COSAM News Articles 2015 April COSAM presents Dean’s Research Awards

COSAM presents Dean’s Research Awards

Published: 04/13/2015

On April 1, COSAM hosted the annual Dean’s Research Awards ceremony. This year, COSAM honored Professor J.V. Ortiz from the Department of Chemistry and Biochemistry, who gave the Research Award Lecture titled, “Orbital Concepts in Chemical Discovery.” Ortiz, who served as chairman of the Department of Chemistry and Biochemistry from 2006-2014, supervises a research group of graduate students and postdoctoral fellows that specializes in his area of research, quantum chemistry. The field is concerned with the prediction and explanation of the properties of atoms, molecules, and solids using computers, principles of physics, and mathematical methods. His group is engaged in the derivation and programming of new quantum mechanical methods for calculating molecular spectra. A special emphasis has been the development of ab initiopropagator theories, which combine the rigor of many-body formalisms with chemically perspicuous orbital concepts. 
Student recipients of a Dean’s Research Award include the following:
Doctoral candidate 
Paul Zwack from the Department of Biological Sciences: Zwack is a graduate research and teaching assistant who began working with his mentor, Associate Professor Aaron Rashotte, as an undergraduate in biological sciences. Zwack’s research in plant hormones has led to the identification of a novel regulatory gene that delays leaf senescence in the model organism Arabidopsis, as well as in tomato plants. He has also demonstrated a previously unknown interaction between the plant hormone cytokinin and stress response signaling.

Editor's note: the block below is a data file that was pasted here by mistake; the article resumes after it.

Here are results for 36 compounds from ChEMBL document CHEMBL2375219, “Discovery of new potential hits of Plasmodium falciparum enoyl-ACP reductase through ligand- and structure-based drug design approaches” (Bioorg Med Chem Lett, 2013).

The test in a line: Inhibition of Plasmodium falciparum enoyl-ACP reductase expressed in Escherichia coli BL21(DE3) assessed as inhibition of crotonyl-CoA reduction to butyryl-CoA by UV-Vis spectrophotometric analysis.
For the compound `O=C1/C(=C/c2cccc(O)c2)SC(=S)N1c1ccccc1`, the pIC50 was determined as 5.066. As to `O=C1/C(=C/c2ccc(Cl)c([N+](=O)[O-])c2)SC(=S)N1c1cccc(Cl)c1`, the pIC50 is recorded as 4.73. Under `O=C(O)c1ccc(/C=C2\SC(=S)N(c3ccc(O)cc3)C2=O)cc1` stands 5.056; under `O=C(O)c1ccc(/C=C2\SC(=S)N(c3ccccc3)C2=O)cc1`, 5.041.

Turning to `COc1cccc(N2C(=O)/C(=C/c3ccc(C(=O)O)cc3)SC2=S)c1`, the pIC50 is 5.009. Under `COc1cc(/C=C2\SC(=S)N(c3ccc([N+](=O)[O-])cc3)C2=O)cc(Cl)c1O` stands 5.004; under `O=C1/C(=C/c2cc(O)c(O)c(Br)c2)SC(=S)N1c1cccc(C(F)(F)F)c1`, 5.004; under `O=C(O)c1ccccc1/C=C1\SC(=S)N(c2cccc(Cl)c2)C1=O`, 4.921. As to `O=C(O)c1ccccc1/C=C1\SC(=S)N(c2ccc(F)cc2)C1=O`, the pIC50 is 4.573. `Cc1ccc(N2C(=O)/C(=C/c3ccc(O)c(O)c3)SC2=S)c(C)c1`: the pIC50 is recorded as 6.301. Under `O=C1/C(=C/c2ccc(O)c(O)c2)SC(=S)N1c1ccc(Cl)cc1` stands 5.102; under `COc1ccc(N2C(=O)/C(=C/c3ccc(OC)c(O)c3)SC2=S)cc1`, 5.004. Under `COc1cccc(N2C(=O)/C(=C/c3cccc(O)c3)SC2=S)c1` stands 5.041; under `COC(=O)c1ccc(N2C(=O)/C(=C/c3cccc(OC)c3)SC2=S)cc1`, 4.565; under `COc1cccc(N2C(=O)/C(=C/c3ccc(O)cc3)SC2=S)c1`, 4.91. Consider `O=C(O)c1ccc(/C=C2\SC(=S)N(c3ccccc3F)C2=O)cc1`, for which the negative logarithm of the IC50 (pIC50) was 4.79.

Master’s student Peter Starnes of the Department of Geosciences: Starnes area of research is arsenic sequestration.
Undergraduate student Rebecca Vaught of the Department of Biological Sciences: Vaught is a senior pursuing a bachelor’s degree in molecular, cell and microbial biology. Her primary research focuses on aspects of crustacean biology, particularly the shrimp species Halocaridina rubra, which is endemic to the anchialine ecosystem in the Hawaiian Islands. She works under the guidance of Associate Professor Scott Santos.
Also recognized at the ceremony was Orlando Acevedo who was the recipient of the 2014 COSAM Young Faculty Scholar Award. Acevedo joined the Department of Chemistry and Biochemistry at Auburn University in 2006 and is currently the S. D. and Karen H. Worley Associate Professor. His research program focuses on the application and development of new computational tools that target organic and enzymatic catalyst design, alternative environmentally friendly solvent design, and drug discovery.
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